The results of the research reveal more about Stonehenge. The monuments are aligned on the midsummer solstice sunrise. The circle at Waun Mawn had a diameter of 110 meters, as did the ditch enclosing Stonehenge. Therefore, it’s Britain’s third-largest stone circle with only Avebury in Wiltshire and Stanton Drew in Somerset being larger. Along with the circles in north Wales and Cumbria, it’s also one of the earliest.
There’s yet another link. One of Stonehenge’s bluestones comes with an unusual cross-section, which is similar to one of the four holes that are found at Waun Mawn. The chippings that were found in that hole are of a rock type similar to the stones at Stonehenge.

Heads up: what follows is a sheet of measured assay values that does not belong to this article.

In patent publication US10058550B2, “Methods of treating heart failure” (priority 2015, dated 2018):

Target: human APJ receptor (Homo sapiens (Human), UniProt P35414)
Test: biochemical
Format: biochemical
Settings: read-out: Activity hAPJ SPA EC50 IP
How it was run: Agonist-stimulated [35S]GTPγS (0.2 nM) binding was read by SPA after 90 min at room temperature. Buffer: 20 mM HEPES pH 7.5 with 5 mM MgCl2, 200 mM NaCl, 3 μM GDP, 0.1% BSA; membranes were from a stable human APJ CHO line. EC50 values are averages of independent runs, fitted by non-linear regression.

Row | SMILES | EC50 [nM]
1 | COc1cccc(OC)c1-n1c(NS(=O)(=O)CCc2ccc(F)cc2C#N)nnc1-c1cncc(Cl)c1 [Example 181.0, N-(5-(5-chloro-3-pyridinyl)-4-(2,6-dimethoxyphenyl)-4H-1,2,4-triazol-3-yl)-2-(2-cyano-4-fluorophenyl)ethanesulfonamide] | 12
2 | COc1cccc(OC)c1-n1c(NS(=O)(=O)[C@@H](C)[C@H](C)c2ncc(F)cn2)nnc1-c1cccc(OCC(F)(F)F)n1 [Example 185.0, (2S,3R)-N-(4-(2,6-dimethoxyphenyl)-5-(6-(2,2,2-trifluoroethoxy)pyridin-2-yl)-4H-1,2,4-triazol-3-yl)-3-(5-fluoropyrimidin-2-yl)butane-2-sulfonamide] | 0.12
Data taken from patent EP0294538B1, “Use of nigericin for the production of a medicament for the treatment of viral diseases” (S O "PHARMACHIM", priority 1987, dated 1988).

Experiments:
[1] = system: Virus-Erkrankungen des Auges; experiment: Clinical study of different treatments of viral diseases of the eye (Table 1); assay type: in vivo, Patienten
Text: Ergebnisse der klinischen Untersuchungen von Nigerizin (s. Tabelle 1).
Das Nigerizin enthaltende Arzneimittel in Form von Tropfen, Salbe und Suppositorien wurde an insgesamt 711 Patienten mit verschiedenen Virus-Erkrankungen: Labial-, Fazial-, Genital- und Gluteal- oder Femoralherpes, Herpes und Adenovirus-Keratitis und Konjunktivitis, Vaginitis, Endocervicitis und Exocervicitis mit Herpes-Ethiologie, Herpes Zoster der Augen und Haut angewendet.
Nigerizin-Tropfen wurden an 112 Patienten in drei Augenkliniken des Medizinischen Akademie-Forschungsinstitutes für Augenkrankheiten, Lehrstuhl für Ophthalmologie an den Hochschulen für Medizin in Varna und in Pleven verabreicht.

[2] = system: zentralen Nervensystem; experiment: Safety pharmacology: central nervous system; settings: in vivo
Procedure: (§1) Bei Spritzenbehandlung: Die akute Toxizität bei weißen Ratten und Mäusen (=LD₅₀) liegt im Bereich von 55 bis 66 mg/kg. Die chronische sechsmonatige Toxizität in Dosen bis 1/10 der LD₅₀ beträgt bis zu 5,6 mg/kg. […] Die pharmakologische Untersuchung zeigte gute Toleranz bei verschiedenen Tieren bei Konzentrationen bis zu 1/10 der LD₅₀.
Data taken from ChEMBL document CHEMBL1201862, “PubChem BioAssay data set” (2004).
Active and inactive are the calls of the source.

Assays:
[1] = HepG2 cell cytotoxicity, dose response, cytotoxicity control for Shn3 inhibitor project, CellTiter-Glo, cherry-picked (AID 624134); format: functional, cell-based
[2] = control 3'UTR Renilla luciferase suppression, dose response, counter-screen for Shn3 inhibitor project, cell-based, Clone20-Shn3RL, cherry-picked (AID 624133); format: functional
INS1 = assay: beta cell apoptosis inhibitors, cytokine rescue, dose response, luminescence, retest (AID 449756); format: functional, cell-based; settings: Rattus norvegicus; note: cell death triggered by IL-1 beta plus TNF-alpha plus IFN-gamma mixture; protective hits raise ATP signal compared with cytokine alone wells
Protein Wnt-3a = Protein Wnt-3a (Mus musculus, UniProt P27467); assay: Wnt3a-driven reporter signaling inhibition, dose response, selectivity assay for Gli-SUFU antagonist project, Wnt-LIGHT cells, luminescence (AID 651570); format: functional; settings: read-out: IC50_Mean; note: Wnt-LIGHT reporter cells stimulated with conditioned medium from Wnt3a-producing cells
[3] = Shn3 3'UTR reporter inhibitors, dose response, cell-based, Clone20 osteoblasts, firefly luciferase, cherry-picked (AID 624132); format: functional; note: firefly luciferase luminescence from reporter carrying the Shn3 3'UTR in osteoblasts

The site at Waun Mawn further confirms that the Preseli region in Wales was one of the densely settled and important places during the Neolithic Age in Britain. The region had a concentration of dolmens, which were tombs, and there were large enclosures as well. It’s believed that the bluestones at Stonehenge came from Wales’ Preseli Hills.
It’s held that these were the first stones to be erected at Stonehenge 5,000 years back—centuries earlier than the bringing of the larger sarsen stones just 24kms to the site of the monument. However, there’s virtually no evidence of any activity in the 1,000 years that followed 3000 BC. People might have migrated along with their stones to other locations.